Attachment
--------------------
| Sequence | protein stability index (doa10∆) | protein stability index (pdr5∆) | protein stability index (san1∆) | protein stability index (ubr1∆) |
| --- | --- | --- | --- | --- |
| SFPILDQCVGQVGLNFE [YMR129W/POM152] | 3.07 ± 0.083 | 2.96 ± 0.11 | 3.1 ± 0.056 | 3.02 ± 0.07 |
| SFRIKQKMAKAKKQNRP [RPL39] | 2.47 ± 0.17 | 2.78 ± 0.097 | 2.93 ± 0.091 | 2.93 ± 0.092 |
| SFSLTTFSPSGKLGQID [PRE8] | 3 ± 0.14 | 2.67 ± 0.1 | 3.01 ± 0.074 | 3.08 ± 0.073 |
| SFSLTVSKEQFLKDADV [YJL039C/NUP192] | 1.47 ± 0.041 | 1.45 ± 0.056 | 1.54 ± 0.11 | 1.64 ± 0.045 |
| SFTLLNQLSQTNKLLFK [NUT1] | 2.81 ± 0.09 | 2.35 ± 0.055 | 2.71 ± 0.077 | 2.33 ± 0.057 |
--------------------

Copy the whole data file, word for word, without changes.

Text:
| Sequence | protein stability index (doa10∆) | protein stability index (pdr5∆) | protein stability index (san1∆) | protein stability index (ubr1∆) |
| --- | --- | --- | --- | --- |
| SFPILDQCVGQVGLNFE [YMR129W/POM152] | 3.07 ± 0.083 | 2.96 ± 0.11 | 3.1 ± 0.056 | 3.02 ± 0.07 |
| SFRIKQKMAKAKKQNRP [RPL39] | 2.47 ± 0.17 | 2.78 ± 0.097 | 2.93 ± 0.091 | 2.93 ± 0.092 |
| SFSLTTFSPSGKLGQID [PRE8] | 3 ± 0.14 | 2.67 ± 0.1 | 3.01 ± 0.074 | 3.08 ± 0.073 |
| SFSLTVSKEQFLKDADV [YJL039C/NUP192] | 1.47 ± 0.041 | 1.45 ± 0.056 | 1.54 ± 0.11 | 1.64 ± 0.045 |
| SFTLLNQLSQTNKLLFK [NUT1] | 2.81 ± 0.09 | 2.35 ± 0.055 | 2.71 ± 0.077 | 2.33 ± 0.057 |